By Mike Gold, A retired entrepreneur living the dream in the Pacific Northwest.
From time to time as I drive around Puget Sound I am always amazed at how our civilization evolved and why it is that things developed as they did.
I’m sure you’ve all read about President Trump’s plan to invest in our country’s infrastructure. About $1 trillion worth. What is this all about?
Let’s start with the very obvious. The modern world, with our “shrunken” times (for communication) as well as transportation, has allowed the standard of living for the human race to evolve to simply amazing levels of productivity. For example, look at something very simple, our daily newspaper. I take it for granted that each morning, no later than about 7:00 am our copy of “The Seattle Times” is in our mailbox. Now look at what’s necessary for that to take place:
a. The Seattle Times needs to have a printing and distribution plant in which they can print hundreds of thousands of copies in a very short time. There is a great deal of automation required such that a reporter can write a story about a sports event that finishes, say, at 10:00 pm the night before, and still have that story appear in the next morning’s paper. I made my living most of my working life by supplying a lot of that computer automation equipment to newspaper companies.
b. The delivery person has to have a car capable of, at reasonable cost, driving to the distribution point of the next day’s paper (usually at about 3:00 am or so), then driving his route to deliver a paper to each subscriber.
c. Our region requires an infrastructure of roads, bridges, tunnels, ferries, etc. with which the delivery person can drive to each subscriber’s destination.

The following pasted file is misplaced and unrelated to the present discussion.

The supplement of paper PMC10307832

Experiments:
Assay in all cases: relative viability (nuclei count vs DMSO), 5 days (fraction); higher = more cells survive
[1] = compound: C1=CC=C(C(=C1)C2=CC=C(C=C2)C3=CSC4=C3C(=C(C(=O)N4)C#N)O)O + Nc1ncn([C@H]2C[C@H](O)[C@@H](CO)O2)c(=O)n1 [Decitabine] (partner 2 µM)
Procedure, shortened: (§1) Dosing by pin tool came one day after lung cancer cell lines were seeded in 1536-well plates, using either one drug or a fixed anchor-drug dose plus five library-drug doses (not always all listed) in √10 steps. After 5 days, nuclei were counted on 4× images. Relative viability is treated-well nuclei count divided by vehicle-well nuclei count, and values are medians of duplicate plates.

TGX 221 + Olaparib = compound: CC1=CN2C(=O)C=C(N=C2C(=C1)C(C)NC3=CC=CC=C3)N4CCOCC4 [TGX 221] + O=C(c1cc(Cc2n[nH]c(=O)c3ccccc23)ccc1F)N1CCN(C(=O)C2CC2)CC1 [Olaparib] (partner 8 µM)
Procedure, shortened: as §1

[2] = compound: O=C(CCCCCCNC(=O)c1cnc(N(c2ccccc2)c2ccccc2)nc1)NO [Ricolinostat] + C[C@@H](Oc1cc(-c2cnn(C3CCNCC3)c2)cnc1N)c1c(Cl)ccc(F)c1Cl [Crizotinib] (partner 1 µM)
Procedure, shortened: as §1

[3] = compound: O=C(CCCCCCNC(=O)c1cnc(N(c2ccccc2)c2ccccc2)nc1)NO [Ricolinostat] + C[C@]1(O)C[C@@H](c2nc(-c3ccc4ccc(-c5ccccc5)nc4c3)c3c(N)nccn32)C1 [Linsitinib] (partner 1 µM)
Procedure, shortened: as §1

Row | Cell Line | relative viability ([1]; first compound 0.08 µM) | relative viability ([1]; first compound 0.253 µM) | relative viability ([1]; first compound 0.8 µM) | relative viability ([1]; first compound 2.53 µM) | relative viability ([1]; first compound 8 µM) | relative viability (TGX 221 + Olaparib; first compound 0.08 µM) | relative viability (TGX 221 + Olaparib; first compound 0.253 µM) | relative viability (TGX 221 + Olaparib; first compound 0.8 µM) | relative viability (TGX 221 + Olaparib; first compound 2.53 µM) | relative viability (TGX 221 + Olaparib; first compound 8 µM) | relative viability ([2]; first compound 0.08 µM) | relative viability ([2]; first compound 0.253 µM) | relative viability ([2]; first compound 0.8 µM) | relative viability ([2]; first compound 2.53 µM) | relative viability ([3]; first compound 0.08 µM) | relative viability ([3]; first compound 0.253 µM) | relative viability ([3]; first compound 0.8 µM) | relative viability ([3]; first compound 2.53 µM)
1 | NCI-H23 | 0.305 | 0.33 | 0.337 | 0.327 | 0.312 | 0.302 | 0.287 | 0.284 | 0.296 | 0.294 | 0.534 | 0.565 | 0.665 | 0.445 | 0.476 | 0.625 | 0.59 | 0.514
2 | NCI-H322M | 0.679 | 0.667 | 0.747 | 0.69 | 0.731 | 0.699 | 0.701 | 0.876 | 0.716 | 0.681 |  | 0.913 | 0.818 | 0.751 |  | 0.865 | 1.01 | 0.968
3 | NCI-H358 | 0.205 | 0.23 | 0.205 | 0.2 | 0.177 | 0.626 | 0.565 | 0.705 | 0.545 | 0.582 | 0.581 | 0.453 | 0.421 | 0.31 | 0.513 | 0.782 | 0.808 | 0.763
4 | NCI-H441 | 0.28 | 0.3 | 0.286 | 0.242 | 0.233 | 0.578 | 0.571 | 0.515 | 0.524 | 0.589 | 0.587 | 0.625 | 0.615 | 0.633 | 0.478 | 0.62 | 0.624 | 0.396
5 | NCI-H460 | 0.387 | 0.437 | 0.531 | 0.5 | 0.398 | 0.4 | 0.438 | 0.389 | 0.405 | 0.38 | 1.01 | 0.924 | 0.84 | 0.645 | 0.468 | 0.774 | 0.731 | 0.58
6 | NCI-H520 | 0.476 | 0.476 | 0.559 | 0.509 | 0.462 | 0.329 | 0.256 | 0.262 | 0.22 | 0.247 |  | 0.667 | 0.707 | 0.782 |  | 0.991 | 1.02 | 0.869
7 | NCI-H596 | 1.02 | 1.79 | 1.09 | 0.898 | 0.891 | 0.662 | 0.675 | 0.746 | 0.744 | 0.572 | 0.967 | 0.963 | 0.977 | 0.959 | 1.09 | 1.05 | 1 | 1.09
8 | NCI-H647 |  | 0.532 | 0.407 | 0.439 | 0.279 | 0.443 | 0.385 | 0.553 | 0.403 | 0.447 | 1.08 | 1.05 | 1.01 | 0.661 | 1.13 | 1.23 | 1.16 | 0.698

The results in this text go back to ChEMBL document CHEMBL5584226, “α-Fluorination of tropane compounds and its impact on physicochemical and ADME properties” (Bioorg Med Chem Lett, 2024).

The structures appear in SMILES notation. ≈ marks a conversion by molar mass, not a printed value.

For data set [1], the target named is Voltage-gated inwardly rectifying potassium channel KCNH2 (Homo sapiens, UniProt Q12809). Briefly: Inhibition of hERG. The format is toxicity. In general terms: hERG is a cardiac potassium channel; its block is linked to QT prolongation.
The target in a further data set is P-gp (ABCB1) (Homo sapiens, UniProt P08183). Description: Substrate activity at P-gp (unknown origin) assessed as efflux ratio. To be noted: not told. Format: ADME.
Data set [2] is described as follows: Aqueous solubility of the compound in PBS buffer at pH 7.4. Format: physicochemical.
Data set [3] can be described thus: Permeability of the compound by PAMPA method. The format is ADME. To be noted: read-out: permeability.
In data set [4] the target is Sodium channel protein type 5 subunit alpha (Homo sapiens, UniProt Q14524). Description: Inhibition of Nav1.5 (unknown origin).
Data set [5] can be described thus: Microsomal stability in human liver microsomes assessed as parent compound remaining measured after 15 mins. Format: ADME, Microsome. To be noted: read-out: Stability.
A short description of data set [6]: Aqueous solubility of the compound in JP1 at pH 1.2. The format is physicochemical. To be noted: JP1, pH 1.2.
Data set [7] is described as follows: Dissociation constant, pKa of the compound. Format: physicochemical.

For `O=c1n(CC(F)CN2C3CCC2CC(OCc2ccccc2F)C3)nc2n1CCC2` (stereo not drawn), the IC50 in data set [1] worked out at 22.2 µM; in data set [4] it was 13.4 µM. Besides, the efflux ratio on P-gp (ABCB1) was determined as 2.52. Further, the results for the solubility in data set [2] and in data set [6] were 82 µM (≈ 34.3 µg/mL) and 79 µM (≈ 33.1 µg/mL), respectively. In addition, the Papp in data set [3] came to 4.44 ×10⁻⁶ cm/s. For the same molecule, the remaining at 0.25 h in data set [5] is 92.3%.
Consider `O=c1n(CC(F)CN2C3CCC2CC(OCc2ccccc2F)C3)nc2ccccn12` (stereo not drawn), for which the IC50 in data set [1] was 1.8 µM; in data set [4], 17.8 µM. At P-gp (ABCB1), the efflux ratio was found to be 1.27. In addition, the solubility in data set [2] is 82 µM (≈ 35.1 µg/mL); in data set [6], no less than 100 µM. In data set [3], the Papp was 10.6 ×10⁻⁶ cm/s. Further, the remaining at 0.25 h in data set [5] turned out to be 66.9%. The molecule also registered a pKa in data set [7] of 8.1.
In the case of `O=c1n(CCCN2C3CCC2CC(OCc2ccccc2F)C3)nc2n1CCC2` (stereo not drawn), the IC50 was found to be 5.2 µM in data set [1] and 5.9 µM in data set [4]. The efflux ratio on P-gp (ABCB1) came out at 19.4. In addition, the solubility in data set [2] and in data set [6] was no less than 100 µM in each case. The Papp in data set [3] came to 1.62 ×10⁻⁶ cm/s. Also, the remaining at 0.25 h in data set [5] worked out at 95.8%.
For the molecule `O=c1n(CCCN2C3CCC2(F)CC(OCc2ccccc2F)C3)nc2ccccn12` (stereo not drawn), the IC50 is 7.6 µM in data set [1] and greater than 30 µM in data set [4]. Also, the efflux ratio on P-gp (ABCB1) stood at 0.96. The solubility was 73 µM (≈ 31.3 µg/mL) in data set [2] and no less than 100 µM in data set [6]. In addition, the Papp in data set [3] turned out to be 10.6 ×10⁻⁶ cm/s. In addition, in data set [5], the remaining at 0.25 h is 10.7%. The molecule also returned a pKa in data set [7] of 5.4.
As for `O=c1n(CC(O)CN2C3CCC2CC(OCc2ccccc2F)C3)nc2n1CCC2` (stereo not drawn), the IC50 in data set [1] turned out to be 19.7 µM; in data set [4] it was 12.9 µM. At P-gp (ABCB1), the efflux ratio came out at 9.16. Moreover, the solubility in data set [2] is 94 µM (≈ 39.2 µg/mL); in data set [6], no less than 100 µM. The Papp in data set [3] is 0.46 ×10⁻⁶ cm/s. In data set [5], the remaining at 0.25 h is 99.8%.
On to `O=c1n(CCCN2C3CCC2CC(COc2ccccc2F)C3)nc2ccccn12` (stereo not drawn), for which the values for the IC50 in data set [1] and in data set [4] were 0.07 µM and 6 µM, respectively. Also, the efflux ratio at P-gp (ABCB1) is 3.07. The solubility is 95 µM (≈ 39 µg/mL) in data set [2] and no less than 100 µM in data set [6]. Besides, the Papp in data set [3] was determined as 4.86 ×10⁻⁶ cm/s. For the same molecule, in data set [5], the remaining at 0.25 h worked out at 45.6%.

It is the latter item (c ) to which Trump was referring. Many of our bridges are at the end of their structural lives. So one of the items Trump wants to “fix” is these bridges, tunnels and roads. We certainly don’t want more examples of Galloping Gertie, The Tacoma Narrows Bridge. (Note, this bridge didn’t collapse because it was at the end of its structural life, rather it collapsed because the design guaranteed that its structural life would be very short.) Most of the interstate system is way past its paving life. So one constantly finds areas of that system under repair, putting down a new surface.
If you look at how infrastructure improves our standard of living, then look at the supply chain of any modern manufacturing company.
Boeing’s newest plane the 787, has components delivered by a gigantic enhanced 747 (nicknamed The DreamLifter). See Boeing, in order to reduce the risk of developing a new plane, contracted some of the development costs to its subcontractors. Then, large sections of the plane (tail wings and other parts) are delivered to Boeing Everett via the speediest method possible, jet aircraft.
Imagine doing this before the modern jet age. Those components would have to be delivered via ship, then over-the-road to Everett. In fact, Airbus, in order to build the giant A380 (much larger than a 747), constructs very large parts of the plane in England, Germany as well as Toulouse France where the final plane comes together. Some of these parts cannot be air lifted to Toulouse, so they arrive on the coast of France, where they are over-land driven to the final assembly plant. These giant parts have to go through ancient villages – where Airbus had to take down utility wires and other impediments to these giant trucks getting through the old narrow streets.
A modern infrastructure improvement is the rebuilding of the 1000 year old Silk Road. China expects to help it become the leading economic power in the world (replacing the U.S.) via this project.
All of these decisions are made based on competitive methods of commerce. So while Boeing can fly major sub-assemblies of the 787 from Japan and elsewhere to Paine Field, Airbus cannot do the same. (Note, besides the fact that few 380’s have been ordered – due to the economics of modern air travel, Boeing and others have long complained that Airbus would not be in business if it was not for the subsidies the U.K, Germany and France make to the company. In other words, the planes are “subsidized” by the countries which own a significant part of the company.)
So, starting with semaphores, then the telegraph, then more modern electronic communications, combined with the most modern shipping channels (air, ground, rail and other emerging technologies), has improved our standard of living by allowing suppliers to operate in the most efficient way possible.